Via Yahoo Finance

You may not think that investing a mere £100 could make you rich, but that £100 is a start and if you don’t make that start, you may be ignoring the benefits that compounding and levers can bring to your life. 

As Archimedes is claimed to have said: “Give me a lever long enough and a fulcrum on which to place it, and I shall move the world.” 

Why compound interest matters

Compound interest is important because the more capital we have, the more capital that capital makes. There’s a reason Einstein said that compound interest is the ‘eighth wonder of the world’. With the interest generated on our capital, this capital is then reinvested into the principal to compound and generate an even larger amount.

To put it simply, if you invest just £100 a month from the age of 21 until you’re 30 — and you can generate an 8% return a year (not unreasonable by investing in low-cost passive market trackers) — you would end up with £15,826.69. 

Of that amount, £10,900 would be cash that you’d deposited, and a whopping £4,926.69 would have been earned from interest alone!

Now, here’s where it gets exciting. Let’s say you didn’t add another penny from the age of 30. And you just let that £15,826.69 grow. 

By the age of 40, you’d be looking at £34,168.64. The cash has more than doubled and you haven’t added any money. By the age of 50, it’s doubled again and is accelerating as you’d be at £68,303.26. And by the age of 60? You’d be looking at £159,258.55.

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Granted, that’s not exactly making anyone rich. But it’s not change that falls out of your pocket either. And it’s also not a bad return for saving just £100 a month for nine years. That’s cutting back on a few Starbucks and missing the odd night out in a month.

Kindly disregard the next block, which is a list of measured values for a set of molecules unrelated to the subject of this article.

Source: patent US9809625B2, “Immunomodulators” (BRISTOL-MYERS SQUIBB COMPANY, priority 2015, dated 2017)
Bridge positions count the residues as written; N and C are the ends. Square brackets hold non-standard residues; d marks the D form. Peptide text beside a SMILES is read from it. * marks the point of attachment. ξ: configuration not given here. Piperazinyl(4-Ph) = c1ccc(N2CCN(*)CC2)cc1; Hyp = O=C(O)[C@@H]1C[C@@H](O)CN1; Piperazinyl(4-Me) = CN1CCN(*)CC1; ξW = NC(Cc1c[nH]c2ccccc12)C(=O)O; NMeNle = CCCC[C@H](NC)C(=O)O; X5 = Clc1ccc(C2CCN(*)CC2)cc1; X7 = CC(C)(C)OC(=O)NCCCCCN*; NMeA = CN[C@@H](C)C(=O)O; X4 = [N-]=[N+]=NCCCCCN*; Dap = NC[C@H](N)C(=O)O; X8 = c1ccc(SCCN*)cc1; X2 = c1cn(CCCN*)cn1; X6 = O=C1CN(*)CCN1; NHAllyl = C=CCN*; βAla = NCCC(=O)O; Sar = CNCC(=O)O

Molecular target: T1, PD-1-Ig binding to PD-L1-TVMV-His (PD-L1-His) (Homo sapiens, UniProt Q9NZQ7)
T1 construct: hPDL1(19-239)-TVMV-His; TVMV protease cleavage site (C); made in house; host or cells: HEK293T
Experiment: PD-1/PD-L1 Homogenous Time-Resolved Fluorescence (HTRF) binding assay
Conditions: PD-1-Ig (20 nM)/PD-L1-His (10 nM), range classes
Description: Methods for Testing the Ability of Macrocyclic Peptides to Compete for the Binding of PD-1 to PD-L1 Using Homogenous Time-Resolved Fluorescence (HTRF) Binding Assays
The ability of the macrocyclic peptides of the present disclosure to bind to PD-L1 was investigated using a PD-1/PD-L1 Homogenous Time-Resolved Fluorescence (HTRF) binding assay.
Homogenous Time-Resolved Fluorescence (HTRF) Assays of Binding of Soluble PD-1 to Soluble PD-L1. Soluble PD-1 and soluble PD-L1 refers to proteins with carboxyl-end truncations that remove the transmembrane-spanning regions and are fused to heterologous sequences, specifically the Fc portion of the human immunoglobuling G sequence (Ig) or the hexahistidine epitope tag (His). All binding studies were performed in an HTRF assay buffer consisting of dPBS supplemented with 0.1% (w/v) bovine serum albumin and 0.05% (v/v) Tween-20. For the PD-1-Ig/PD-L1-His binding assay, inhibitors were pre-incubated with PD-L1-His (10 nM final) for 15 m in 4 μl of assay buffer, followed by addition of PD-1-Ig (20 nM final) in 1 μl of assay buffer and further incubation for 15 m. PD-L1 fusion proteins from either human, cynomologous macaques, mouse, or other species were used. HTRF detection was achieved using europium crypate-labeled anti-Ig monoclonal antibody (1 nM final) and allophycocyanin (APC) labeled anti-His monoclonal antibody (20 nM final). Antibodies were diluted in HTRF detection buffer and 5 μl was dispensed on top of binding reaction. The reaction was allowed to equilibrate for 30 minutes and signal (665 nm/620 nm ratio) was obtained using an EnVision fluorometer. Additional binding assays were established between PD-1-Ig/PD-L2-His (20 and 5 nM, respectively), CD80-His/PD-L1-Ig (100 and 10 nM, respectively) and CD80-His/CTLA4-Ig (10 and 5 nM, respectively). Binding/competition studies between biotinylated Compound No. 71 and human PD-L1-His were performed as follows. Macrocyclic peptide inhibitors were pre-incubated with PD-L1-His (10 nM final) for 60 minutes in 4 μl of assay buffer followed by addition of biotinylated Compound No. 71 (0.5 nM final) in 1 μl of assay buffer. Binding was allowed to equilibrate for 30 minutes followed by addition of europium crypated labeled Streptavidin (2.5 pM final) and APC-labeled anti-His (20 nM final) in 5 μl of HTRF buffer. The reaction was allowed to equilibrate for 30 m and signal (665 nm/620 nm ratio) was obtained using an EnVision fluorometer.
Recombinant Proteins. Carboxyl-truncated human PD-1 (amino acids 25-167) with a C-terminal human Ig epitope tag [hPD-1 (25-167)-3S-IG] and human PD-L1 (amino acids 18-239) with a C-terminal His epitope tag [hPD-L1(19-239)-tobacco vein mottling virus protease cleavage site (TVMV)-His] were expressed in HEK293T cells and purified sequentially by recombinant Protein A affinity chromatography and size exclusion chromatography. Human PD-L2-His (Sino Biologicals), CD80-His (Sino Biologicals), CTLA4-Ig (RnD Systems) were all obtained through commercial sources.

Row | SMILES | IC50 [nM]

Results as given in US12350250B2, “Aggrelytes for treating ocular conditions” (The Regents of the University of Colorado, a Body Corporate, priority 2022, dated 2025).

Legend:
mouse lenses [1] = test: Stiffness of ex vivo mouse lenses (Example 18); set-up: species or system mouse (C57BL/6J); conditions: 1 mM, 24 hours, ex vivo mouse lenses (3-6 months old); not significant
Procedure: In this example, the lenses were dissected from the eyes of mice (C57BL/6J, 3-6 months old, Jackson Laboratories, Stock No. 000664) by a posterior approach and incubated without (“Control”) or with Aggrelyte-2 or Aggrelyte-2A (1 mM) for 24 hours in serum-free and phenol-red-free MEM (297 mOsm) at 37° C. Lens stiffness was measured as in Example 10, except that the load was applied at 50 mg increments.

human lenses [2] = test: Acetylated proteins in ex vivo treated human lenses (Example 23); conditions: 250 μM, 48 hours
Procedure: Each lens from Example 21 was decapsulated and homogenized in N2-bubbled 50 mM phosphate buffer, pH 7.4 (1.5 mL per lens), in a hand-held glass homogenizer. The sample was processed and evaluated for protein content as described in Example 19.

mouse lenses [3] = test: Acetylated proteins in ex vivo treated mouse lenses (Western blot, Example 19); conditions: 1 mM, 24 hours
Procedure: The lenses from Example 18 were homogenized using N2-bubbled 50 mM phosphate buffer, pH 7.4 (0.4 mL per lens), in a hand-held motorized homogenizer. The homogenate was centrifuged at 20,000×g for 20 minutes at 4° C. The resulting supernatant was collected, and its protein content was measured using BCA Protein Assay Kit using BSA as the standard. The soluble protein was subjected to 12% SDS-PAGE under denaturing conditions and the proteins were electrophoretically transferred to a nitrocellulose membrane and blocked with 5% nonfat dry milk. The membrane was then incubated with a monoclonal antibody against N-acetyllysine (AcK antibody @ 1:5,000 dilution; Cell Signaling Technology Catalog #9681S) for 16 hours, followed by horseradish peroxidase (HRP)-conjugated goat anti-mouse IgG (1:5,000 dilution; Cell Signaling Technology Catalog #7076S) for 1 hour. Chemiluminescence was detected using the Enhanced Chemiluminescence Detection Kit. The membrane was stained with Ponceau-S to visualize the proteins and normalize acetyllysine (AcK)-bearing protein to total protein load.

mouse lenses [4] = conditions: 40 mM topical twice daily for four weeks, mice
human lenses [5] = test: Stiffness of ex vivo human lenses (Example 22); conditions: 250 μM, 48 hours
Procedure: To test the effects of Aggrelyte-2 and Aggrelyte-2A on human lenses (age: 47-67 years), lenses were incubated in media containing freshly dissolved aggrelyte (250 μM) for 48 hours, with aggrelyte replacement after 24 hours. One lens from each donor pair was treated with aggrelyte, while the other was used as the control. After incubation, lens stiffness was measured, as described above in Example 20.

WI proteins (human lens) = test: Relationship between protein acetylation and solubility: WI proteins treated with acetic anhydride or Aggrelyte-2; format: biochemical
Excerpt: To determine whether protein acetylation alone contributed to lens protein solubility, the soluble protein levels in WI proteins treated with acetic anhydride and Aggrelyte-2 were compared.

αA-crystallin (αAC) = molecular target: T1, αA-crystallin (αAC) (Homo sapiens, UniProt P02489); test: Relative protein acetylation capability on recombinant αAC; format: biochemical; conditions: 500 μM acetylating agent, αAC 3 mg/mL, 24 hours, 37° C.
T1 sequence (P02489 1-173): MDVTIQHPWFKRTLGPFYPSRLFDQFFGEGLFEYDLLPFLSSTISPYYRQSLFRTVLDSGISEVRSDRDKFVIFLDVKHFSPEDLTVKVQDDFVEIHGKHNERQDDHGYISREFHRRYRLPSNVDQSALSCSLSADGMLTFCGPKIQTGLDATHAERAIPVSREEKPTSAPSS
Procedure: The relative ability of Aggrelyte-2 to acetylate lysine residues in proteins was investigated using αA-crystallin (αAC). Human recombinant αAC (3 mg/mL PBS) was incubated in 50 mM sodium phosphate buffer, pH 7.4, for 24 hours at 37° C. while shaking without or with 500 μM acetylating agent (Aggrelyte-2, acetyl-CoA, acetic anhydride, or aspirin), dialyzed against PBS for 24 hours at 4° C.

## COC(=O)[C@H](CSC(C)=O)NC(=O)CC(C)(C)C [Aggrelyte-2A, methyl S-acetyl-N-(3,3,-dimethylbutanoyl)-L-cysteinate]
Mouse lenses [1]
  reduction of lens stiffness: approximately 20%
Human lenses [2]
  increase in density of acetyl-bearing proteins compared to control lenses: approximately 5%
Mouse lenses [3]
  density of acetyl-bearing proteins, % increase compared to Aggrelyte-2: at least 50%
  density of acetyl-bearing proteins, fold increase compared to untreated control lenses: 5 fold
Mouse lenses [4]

But let’s say you’re at a point in your life where you can’t spare much for investing so you decide it’s not worth it. Is that really the right idea? Of course not. In fact, starting as early as possible can make a huge difference to the amount you accumulate.

Start soon to reap the rewards

If you’re still not convinced by compounding, imagine someone deciding to start at 30 who then saves £100 a month for the next 30 years until they’re 60. 

In 30 years, that pot (at the same rate of 8%) would be worth £142,767.59. That’s a nice amount but it’s less than the person who saved for only nine years instead of 30 and then did nothing afterwards! 

But someone who saved £100 a month from the age of 21 until 60 would be looking at a total pot of £301,019.86. ‘Paying yourself’ is one of the best investments you can make. Especially if you take advantage of that compounding effect and add more cash to your investments as you earn more (instead of excessive lifestyle creep). 

So you see, it’s not a case of being able to afford starting investing. It’s a case of whether you can afford not to start investing? 

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Views expressed in this article are those of the writer and therefore may differ from the official recommendations we make in our subscription services such as Share Advisor, Hidden Winners and Pro. Here at The Motley Fool we believe that considering a diverse range of insights makes us better investors.

Motley Fool UK 2019

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